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Modifying the System Menu in C++ with MFC


Did you know that you can modify the Windows system menu from C++ using MFC? In this article Ben shows you exactly how to do it.

Author Info:
By: Ben Watson
Rating: 4 stars4 stars4 stars4 stars4 stars / 23
January 01, 2003
TABLE OF CONTENTS:
  1. · Modifying the System Menu in C++ with MFC
  2. · Modifying the System Menu in C with MFC
  3. · Conclusion

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Modifying the System Menu in C++ with MFC - Modifying the System Menu in C with MFC
(Page 2 of 3 )

Adding Commands
Firstly, we need to define a unique variable to represent each menu item. This can be done in the resource.h file or in any standard header file. If the commands already exist as part of another standard or context menu, then this step can be skipped because the definitions already exist.

However, it's important to note that even if we use the pre-existing definitions, the message handlers for the commands on the regular menu will NOT be automatically called. System commands are routed differently. So, in the end, it doesn't matter if we use the existing definition or create our own.

For our example, we'll define:

#define IDM_ABOUT 16
#define IDM_EXIT 17


The IDM just means that this variable is a menu-item ID. We add these commands in our window's initializing function (OnInitDialog(), OnCreate()). My example is in a dialog class, so this is what the function looks like:

BOOL CBabelOnDlg::OnInitDialog()
{
CDialog::OnInitDialog();

// Add "About..." and "Exit" menu items to system menu.

// Command IDs must be in system range
// the ANDing is because of a bug in Windows 95

ASSERT((IDM_ABOUTBOX & 0xFFF0) == IDM_ABOUTBOX);
ASSERT(IDM_ABOUTBOX < 0xF000);

ASSERT((IDM_EXIT & 0xFFF0) == IDM_EXIT);
ASSERT(IDM_EXIT < 0xF000);

CMenu* pSysMenu = GetSystemMenu(FALSE);
if (pSysMenu != NULL)
{
pSysMenu->AppendMenu(MF_STRING,IDM_EXIT,"E&xit Program");
pSysMenu->AppendMenu(MF_SEPARATOR);
pSysMenu->AppendMenu(MF_STRING, IDM_ABOUTBOX, "A&bout BabelOn");
}
.
.
.other initialization


The first thing that you should notice is a couple of ASSERT statements for each command. The first one deals with a bug present in Windows 95 and the second ensures the custom command is below the range used by pre-defined system commands.

Here's an exert from the MFC documentation:

"All predefined Control-menu items have ID numbers greater than 0xF000. If an application adds items to the Control menu, it should use ID numbers less than F000."

Next, we get a pointer to the system menu with the GetSystemMenu function. We call it with an argument of FALSE to get the pointer. If we call it with TRUE, then it will reset the menu to its default state.

If the pointer is valid, we call some commands to add to the bottom of the menu, passing the IDs and the string we want to show up when the menu is viewed.

Simple, isn't it?

Processing Custom Commands
In order to have those commands do anything, we can't rely on the normal message-handling mechanism -- even if we have handlers for the same items in other menus. We have to handle the WM_SYSCOMMAND message in our dialog/window class:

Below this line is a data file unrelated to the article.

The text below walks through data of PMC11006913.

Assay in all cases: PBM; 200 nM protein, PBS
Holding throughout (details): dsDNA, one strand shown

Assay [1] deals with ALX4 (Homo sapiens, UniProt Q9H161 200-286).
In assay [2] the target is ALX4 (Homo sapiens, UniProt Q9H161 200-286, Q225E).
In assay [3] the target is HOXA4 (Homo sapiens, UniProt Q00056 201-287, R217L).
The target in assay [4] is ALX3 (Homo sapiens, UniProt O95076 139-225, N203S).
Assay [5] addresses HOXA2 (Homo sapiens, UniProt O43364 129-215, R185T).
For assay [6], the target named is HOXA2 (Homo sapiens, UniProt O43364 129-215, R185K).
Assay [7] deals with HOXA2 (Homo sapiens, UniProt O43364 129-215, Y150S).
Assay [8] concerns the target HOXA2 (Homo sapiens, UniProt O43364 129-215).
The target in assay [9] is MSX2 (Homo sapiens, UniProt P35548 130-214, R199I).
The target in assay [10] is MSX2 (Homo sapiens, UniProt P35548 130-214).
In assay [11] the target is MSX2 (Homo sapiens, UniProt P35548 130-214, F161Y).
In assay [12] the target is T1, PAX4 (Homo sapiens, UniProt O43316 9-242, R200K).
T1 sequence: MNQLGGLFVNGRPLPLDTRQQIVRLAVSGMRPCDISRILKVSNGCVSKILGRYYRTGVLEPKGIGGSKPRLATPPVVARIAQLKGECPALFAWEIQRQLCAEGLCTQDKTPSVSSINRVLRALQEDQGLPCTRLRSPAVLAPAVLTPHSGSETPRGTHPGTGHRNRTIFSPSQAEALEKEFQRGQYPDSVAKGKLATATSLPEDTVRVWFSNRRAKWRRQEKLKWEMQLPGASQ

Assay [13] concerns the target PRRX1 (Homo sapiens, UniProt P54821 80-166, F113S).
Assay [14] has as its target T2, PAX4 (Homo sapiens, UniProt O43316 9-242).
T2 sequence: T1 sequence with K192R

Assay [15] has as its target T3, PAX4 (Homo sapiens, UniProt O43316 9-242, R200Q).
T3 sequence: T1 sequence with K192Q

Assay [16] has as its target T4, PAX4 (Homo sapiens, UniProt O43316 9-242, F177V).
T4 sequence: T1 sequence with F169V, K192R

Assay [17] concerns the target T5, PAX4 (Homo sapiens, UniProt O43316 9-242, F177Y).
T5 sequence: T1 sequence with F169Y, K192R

void CBabelOnDlg::OnSysCommand(UINT nID, LPARAM lParam)
{
//trap our own system menu messages
if ((nID & 0xFFF0) == IDM_ABOUTBOX)
{
CAboutDlg dlgAbout;
dlgAbout.DoModal();
} else if ((nID & 0xFFF0)==SC_CLOSE){
OnClose();
} else if ((nID & 0xFFF0)==IDM_EXIT) {
::PostQuitMessage(0);
}

else {

CDialog::OnSysCommand(nID, lParam);
}
}


This is the height of simplicity herself. We compare the code that was passed in with the system to our commands, again ANDing them to account for the Windows 95 bug. Then we can call whatever code we want to handle it.

If we selected Exit, then we post a message to quit the application.

Take a look at the second test: SC_CLOSE is a predefined menu constant. It's one normally handled by Windows, but we can still add custom processing to it if we want. In this application I didn't want it to exit, but to merely hide the application (with an icon in the system tray). Because of this, I just call a handler that I wrote to do exactly that. If the ID doesn't equal anything that we want to custom-process, then we just pass it on up the hierarchy for default processing.

The IDs for the most common system commands are:

SC_CLOSE Close the CWnd object.
SC_MAXIMIZE (or SC_ZOOM) Maximize the CWnd object.
SC_MINIMIZE (or SC_ICON) Minimize the CWnd object.
SC_MOVE Move the CWnd object.
SC_RESTORE Restore window to normal position and size.
SC_SIZE Size the CWnd object.

There are others system commands used in special situations that you can learn about in the documentation for WM_SYSCOMMAND.

Modifying Existing Commands
We just saw that it's possible to change the default handling of built-in system commands, but it's also possible to modify existing menu items by changing their text, or to entirely remove them.

To modify the text of a command, use the ModifyMenu() function on pSysMenu in the above example. For example, to change "Close" to "Hide", I could do this:

pSysMenu->ModifyMenu(SC_CLOSE, MF_BYCOMMAND,IDM_HIDE, "&Hide");

The MF_BYCOMMAND argument tells the function to interpret SC_CLOSE as a command ID. IDM_HIDE is a new command ID. The last option is the text we want to show on the menu item.

Alternatively, we can call ModifyMenu() on the menu item:

pSysMenu->ModifyMenu(0,MF_BYPOSITION,IDM_HIDE,"&Hide");

This changes the first menu item to Hide.

Removing Commands
Don't want a close command at all on the window? I'm not sure if this is a good idea or not, but you can do it. Here's how:

pSysMenu->RemoveMenu(SC_CLOSE,MF_BYCOMMMAND);
pSysMenu->RemoveMenu(0,MF_BYPOSITION);


The first line of code removes the command associated with SC_CLOSE, while the second removes the first item on the menu.
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